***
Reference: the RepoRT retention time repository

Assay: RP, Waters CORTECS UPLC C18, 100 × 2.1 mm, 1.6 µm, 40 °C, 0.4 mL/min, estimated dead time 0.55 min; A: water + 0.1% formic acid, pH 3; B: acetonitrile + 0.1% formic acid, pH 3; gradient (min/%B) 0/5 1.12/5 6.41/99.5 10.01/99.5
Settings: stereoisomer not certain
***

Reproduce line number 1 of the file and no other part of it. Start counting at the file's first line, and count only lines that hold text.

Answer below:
Reference: the RepoRT retention time repository